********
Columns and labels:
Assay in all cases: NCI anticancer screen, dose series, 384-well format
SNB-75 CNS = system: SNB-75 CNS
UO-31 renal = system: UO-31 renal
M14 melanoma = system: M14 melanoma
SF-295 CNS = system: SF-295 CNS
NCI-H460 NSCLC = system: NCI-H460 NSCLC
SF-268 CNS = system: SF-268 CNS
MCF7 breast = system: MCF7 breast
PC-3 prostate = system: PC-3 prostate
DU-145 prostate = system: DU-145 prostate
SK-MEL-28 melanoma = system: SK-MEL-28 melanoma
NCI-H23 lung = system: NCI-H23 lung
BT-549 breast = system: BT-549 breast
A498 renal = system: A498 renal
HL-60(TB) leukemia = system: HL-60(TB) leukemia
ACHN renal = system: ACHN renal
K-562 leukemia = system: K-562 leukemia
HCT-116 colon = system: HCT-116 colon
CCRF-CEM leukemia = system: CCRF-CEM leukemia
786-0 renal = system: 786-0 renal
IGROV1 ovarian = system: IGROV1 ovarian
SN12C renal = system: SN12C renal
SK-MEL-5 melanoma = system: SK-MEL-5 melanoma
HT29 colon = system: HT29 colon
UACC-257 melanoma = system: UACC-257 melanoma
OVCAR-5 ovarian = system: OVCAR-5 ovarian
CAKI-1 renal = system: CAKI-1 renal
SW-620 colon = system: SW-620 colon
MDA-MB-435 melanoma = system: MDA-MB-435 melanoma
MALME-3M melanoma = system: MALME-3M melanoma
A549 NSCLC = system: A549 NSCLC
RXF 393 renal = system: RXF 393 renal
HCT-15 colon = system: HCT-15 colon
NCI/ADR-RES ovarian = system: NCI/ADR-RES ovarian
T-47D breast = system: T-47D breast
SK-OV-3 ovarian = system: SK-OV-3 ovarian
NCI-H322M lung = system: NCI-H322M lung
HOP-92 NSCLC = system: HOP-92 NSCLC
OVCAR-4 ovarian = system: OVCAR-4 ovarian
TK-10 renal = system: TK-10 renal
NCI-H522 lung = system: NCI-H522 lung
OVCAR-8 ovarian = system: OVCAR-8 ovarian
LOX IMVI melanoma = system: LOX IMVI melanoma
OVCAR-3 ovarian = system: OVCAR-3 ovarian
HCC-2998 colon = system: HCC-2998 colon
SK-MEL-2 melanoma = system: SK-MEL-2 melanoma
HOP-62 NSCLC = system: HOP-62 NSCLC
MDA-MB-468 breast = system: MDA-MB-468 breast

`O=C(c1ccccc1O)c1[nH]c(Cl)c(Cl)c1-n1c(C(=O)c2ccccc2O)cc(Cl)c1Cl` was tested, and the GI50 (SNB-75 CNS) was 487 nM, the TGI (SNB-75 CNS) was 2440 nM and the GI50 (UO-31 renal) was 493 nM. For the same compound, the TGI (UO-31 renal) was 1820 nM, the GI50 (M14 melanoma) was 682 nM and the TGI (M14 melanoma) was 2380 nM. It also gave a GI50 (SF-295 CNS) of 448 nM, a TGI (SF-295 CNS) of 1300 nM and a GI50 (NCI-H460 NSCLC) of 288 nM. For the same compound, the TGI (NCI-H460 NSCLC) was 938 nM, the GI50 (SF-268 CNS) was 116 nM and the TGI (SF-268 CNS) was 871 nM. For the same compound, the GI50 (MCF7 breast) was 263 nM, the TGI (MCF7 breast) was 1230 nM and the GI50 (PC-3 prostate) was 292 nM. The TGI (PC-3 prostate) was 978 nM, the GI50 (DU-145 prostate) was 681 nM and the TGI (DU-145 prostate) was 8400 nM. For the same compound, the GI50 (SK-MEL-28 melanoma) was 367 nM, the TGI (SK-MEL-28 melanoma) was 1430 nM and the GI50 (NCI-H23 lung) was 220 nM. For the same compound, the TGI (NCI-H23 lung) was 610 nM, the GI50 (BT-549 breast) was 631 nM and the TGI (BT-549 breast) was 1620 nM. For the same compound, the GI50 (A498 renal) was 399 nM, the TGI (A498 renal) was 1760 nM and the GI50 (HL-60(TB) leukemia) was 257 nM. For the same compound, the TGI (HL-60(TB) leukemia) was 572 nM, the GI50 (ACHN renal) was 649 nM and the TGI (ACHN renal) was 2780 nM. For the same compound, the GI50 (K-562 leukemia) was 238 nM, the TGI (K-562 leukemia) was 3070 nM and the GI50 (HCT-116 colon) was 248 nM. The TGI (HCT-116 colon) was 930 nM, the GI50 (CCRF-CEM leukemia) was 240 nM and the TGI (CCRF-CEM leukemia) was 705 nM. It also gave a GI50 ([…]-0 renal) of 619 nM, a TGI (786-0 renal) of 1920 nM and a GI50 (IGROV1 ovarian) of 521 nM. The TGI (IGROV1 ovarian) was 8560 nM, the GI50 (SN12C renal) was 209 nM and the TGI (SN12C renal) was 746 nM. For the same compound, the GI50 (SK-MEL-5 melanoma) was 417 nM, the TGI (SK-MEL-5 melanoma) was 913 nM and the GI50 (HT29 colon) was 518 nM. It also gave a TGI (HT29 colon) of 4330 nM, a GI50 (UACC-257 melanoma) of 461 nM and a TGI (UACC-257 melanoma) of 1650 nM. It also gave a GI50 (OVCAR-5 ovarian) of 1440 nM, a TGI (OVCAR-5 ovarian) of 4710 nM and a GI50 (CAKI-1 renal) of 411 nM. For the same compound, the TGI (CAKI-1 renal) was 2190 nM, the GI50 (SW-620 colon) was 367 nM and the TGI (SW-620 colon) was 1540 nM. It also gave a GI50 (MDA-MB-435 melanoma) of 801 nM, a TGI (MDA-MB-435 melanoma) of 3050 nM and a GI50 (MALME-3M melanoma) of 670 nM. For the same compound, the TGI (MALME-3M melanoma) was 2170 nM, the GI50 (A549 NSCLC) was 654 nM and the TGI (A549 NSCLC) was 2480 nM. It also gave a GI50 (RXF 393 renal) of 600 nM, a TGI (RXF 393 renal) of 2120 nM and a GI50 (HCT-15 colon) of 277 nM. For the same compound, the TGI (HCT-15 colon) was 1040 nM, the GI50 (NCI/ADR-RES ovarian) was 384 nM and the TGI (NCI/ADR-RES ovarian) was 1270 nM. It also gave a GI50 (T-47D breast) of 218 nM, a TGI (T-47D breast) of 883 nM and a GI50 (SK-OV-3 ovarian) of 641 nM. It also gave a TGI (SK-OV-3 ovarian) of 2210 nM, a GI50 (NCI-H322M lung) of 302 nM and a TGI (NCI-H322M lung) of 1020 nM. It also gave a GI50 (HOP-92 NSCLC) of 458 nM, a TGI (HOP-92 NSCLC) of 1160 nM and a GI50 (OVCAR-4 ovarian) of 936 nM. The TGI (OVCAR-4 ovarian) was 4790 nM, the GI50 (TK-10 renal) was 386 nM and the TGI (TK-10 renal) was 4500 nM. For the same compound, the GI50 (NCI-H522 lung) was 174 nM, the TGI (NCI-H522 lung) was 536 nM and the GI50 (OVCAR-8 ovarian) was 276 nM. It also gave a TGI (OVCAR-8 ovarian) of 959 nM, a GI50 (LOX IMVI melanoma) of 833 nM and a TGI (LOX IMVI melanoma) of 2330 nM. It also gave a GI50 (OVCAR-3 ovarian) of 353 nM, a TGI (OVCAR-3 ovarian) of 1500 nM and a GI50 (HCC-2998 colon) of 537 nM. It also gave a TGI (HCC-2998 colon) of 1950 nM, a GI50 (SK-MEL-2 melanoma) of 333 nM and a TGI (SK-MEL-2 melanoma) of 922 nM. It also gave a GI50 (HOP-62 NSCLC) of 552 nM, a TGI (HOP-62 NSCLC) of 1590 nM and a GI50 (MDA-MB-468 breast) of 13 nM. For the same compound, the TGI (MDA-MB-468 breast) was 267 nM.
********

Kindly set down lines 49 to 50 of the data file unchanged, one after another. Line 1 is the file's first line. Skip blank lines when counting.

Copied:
MDA-MB-468 breast = system: MDA-MB-468 breast

`O=C(c1ccccc1O)c1[nH]c(Cl)c(Cl)c1-n1c(C(=O)c2ccccc2O)cc(Cl)c1Cl` was tested, and the GI50 (SNB-75 CNS) was 487 nM, the TGI (SNB-75 CNS) was 2440 nM and the GI50 (UO-31 renal) was 493 nM. For the same compound, the TGI (UO-31 renal) was 1820 nM, the GI50 (M14 melanoma) was 682 nM and the TGI (M14 melanoma) was 2380 nM. It also gave a GI50 (SF-295 CNS) of 448 nM, a TGI (SF-295 CNS) of 1300 nM and a GI50 (NCI-H460 NSCLC) of 288 nM. For the same compound, the TGI (NCI-H460 NSCLC) was 938 nM, the GI50 (SF-268 CNS) was 116 nM and the TGI (SF-268 CNS) was 871 nM. For the same compound, the GI50 (MCF7 breast) was 263 nM, the TGI (MCF7 breast) was 1230 nM and the GI50 (PC-3 prostate) was 292 nM. The TGI (PC-3 prostate) was 978 nM, the GI50 (DU-145 prostate) was 681 nM and the TGI (DU-145 prostate) was 8400 nM. For the same compound, the GI50 (SK-MEL-28 melanoma) was 367 nM, the TGI (SK-MEL-28 melanoma) was 1430 nM and the GI50 (NCI-H23 lung) was 220 nM. For the same compound, the TGI (NCI-H23 lung) was 610 nM, the GI50 (BT-549 breast) was 631 nM and the TGI (BT-549 breast) was 1620 nM. For the same compound, the GI50 (A498 renal) was 399 nM, the TGI (A498 renal) was 1760 nM and the GI50 (HL-60(TB) leukemia) was 257 nM. For the same compound, the TGI (HL-60(TB) leukemia) was 572 nM, the GI50 (ACHN renal) was 649 nM and the TGI (ACHN renal) was 2780 nM. For the same compound, the GI50 (K-562 leukemia) was 238 nM, the TGI (K-562 leukemia) was 3070 nM and the GI50 (HCT-116 colon) was 248 nM. The TGI (HCT-116 colon) was 930 nM, the GI50 (CCRF-CEM leukemia) was 240 nM and the TGI (CCRF-CEM leukemia) was 705 nM. It also gave a GI50 ([…]-0 renal) of 619 nM, a TGI (786-0 renal) of 1920 nM and a GI50 (IGROV1 ovarian) of 521 nM. The TGI (IGROV1 ovarian) was 8560 nM, the GI50 (SN12C renal) was 209 nM and the TGI (SN12C renal) was 746 nM. For the same compound, the GI50 (SK-MEL-5 melanoma) was 417 nM, the TGI (SK-MEL-5 melanoma) was 913 nM and the GI50 (HT29 colon) was 518 nM. It also gave a TGI (HT29 colon) of 4330 nM, a GI50 (UACC-257 melanoma) of 461 nM and a TGI (UACC-257 melanoma) of 1650 nM. It also gave a GI50 (OVCAR-5 ovarian) of 1440 nM, a TGI (OVCAR-5 ovarian) of 4710 nM and a GI50 (CAKI-1 renal) of 411 nM. For the same compound, the TGI (CAKI-1 renal) was 2190 nM, the GI50 (SW-620 colon) was 367 nM and the TGI (SW-620 colon) was 1540 nM. It also gave a GI50 (MDA-MB-435 melanoma) of 801 nM, a TGI (MDA-MB-435 melanoma) of 3050 nM and a GI50 (MALME-3M melanoma) of 670 nM. For the same compound, the TGI (MALME-3M melanoma) was 2170 nM, the GI50 (A549 NSCLC) was 654 nM and the TGI (A549 NSCLC) was 2480 nM. It also gave a GI50 (RXF 393 renal) of 600 nM, a TGI (RXF 393 renal) of 2120 nM and a GI50 (HCT-15 colon) of 277 nM. For the same compound, the TGI (HCT-15 colon) was 1040 nM, the GI50 (NCI/ADR-RES ovarian) was 384 nM and the TGI (NCI/ADR-RES ovarian) was 1270 nM. It also gave a GI50 (T-47D breast) of 218 nM, a TGI (T-47D breast) of 883 nM and a GI50 (SK-OV-3 ovarian) of 641 nM. It also gave a TGI (SK-OV-3 ovarian) of 2210 nM, a GI50 (NCI-H322M lung) of 302 nM and a TGI (NCI-H322M lung) of 1020 nM. It also gave a GI50 (HOP-92 NSCLC) of 458 nM, a TGI (HOP-92 NSCLC) of 1160 nM and a GI50 (OVCAR-4 ovarian) of 936 nM. The TGI (OVCAR-4 ovarian) was 4790 nM, the GI50 (TK-10 renal) was 386 nM and the TGI (TK-10 renal) was 4500 nM. For the same compound, the GI50 (NCI-H522 lung) was 174 nM, the TGI (NCI-H522 lung) was 536 nM and the GI50 (OVCAR-8 ovarian) was 276 nM. It also gave a TGI (OVCAR-8 ovarian) of 959 nM, a GI50 (LOX IMVI melanoma) of 833 nM and a TGI (LOX IMVI melanoma) of 2330 nM. It also gave a GI50 (OVCAR-3 ovarian) of 353 nM, a TGI (OVCAR-3 ovarian) of 1500 nM and a GI50 (HCC-2998 colon) of 537 nM. It also gave a TGI (HCC-2998 colon) of 1950 nM, a GI50 (SK-MEL-2 melanoma) of 333 nM and a TGI (SK-MEL-2 melanoma) of 922 nM. It also gave a GI50 (HOP-62 NSCLC) of 552 nM, a TGI (HOP-62 NSCLC) of 1590 nM and a GI50 (MDA-MB-468 breast) of 13 nM. For the same compound, the TGI (MDA-MB-468 breast) was 267 nM.